This Friday and Saturday, following a presentation of the “Roadmap to Blended Learning” for school administrators in Briarcliff Manor, New York, I enjoyed visiting New York City proper for the first time. I took the train into the city to Grand Central Station Friday afternoon/evening and enjoyed Battery Park / Liberty Island / Ellis Island on Saturday before flying home to Oklahoma. In this post I’ll share some of my favorite images and videos from my storychasing adventures in the Big Apple, along with a few reflections.
Of all the photos I snapped during the two day adventure, this one of the Statue of Liberty facing the rising sun is my favorite. I took this with Pro HDR, an awesome app Dean Shareski shared on a Seedlings webcast back in January 2011.
Of the 10 iPhoneography capture apps listed in my July 2011 Appolicious list, Pro HDR and Pano are the only ones I actually used this weekend in NYC besides the default iOS camera app. Both Pro HDR and Pano are also available for Android, btw.
For at least the past year or so, I’ve traveled with only my iPhone as a camera. I own a fancier and higher resolution camera with a better lens, along with a more capable digital camcorder, but I simply don’t want or need the bulk of those devices anymore. I’m a mobile storychaser. From time to time I’ve taken some video with my iPad, but generally it’s far less convenient to use on the go (since it doesn’t fit into my pocket) than my iPhone4. There was one person on our ferry ride to Liberty Island on Saturday shooting some iPad video. This is the first time I’ve seen someone else doing this in a public venue.
On Saturday I shot five different short videos on my iPhone visiting the Statue of Liberty and Ellis Island, and edited them together into a single 9 minute, 50 second video I posted to YouTube. I used iMovie for iPhone to edit these together “quick-edit” style. I didn’t bring my iRig mic with me on this trip (accidentally leaving it at home) so these were all recorded with the built-in iPhone mic. I was very pleased the audio quality turned out pretty good. A little wind noise in a few cases, but not bad.
One of the biggest highlights of my visit to Liberty Island was a seventeen minute conversation I had with Glenn Stoops, a character-actor who convincingly plays Frederic-Auguste Bartholdi on Liberty Island. I posted this last night as a podcast on “Moving at the Speed of Creativity Podcasts.”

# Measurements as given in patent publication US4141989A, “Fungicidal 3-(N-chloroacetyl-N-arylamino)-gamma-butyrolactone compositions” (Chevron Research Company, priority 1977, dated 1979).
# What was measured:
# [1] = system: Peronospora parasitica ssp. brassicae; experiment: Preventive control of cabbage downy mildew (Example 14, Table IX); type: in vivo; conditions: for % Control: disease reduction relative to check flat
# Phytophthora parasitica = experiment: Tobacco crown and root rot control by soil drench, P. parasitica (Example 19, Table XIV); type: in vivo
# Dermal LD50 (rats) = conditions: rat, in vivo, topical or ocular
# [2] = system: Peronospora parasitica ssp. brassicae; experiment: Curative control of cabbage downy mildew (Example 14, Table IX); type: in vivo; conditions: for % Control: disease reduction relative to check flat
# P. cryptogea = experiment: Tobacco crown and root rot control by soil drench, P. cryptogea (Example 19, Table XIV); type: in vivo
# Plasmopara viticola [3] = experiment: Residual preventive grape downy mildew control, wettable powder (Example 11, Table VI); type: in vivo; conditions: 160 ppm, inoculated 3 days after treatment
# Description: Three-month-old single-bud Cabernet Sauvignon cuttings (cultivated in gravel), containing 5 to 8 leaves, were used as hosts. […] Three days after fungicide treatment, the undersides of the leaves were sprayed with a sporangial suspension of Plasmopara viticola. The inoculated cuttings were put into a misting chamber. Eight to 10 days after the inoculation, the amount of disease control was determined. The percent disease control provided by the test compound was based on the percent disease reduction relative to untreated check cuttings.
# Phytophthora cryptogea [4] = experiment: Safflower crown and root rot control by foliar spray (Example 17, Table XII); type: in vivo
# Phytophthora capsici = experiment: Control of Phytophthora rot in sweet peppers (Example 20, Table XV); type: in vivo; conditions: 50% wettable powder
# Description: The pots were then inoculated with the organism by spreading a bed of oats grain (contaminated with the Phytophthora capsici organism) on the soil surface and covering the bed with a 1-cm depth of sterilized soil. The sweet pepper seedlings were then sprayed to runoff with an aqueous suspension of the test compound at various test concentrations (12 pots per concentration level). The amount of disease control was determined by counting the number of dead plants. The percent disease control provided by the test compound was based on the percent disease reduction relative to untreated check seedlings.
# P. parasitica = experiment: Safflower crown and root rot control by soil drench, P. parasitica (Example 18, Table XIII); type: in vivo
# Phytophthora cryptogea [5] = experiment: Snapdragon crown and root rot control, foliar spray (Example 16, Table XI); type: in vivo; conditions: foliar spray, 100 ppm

Auguste was the original designer of the Statue of Liberty. This podcast is good enough (thanks to Glenn’s terrific interview responses) that American history teachers could consider using this with students as free, digital curriculum. (I’m going to submit this to Curriki soon.)
It was very meaningful and memorable to see the new “One World Trade Center” under construction on the site of the former World Trade Center buildings. As I reflected at one point in the video, it’s been a thought-provoking fall (to say the least) visiting Shanghai, Doha, Qatar and now New York City. Lots to consider regarding politics, economics, and faith in these three amazing places.
I enjoyed recording some ambient audio in New York and posted several files along with photos to my sounds blog. These included Approaching Grand Central Station, Disembarking at Grand Central, 5th Avenue Walk, Beggin’ Change on the Street, and Enroute to Liberty Island.
I found both my visit to Liberty Island and Ellis Island extremely thought provoking and meaningful. The audio tours on both were a huge part of my experience, and the fact that I was alone (which I didn’t prefer… I would have LOVED to bring my family with me, but it wasn’t in the cards this time) allowed me to listen to a LOT of tour audio. One of the best parts of the Ellis Island museum was the “Peak Immigration” exhibit which isn’t part of the ‘standard’ audio tour. The room in the panoramic photo below was pretty amazing as an example of visual storytelling. Check out the full version (8691 x 859) and pan across to get the full effect. This made me wish for a classroom wallpapered with “Electric paper.”
Images of the pograms against Jews in eastern Europe, Russia and central Asia in this exhibit were tragic and heart wrenching. SO much to think about and juxtapose in this area with current events.
My visit Friday to Times Square was a very different but also memorable experience. Digital screen and billboard overload, as expected.
The only similar experiences I could compare to Times Square were sitting at a restaurant on The Bund in Shanghai, overlooking the Huangpu River and Pudong, watching the skyscraper-sized billboards and advertisements come to life after sundown in September.
My thoughts spending about an hour Friday evening people-watching at Times Square definitely colored the thoughts I’d planned to share with my sixth grade Sunday school class today. The messages of how “the world” wants us to think and act are pretty overpowering in NYC. It’s always challenging to “think different,” but perhaps more-so in such a media-drenched environment. Times Square isn’t as unique in that respect as it once was, I suppose. Screens and media messages are everywhere.
If you’d like to learn more (including specific skills and tools) to be a “mobile storychaser” I encourage you to buy a copy of my eBook, “Playing with Media: simple ideas for powerful sharing.”
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